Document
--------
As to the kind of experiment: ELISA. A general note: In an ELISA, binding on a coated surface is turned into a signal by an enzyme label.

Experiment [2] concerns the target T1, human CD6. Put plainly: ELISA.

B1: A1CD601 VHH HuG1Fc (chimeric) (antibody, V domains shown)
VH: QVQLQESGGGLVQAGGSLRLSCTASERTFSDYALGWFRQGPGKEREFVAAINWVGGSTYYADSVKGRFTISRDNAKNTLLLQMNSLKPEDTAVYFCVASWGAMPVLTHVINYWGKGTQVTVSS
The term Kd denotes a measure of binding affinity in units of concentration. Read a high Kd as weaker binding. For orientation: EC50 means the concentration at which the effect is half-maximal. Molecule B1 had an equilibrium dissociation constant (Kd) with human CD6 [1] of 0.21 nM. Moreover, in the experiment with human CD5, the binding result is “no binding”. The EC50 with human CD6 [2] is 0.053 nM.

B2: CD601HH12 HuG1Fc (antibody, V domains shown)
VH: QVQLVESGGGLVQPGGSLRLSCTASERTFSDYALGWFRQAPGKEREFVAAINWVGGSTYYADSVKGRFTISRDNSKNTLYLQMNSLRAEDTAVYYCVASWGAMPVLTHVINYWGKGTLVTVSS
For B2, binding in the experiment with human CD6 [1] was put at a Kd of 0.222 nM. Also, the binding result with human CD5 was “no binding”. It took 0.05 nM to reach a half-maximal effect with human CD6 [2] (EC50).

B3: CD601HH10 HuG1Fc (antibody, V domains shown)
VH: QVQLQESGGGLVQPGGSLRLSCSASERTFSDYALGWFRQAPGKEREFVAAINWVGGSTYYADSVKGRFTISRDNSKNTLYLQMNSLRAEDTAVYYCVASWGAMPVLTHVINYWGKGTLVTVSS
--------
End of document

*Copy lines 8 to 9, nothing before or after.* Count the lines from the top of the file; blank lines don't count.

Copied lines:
For B2, binding in the experiment with human CD6 [1] was put at a Kd of 0.222 nM. Also, the binding result with human CD5 was “no binding”. It took 0.05 nM to reach a half-maximal effect with human CD6 [2] (EC50).

B3: CD601HH10 HuG1Fc (antibody, V domains shown)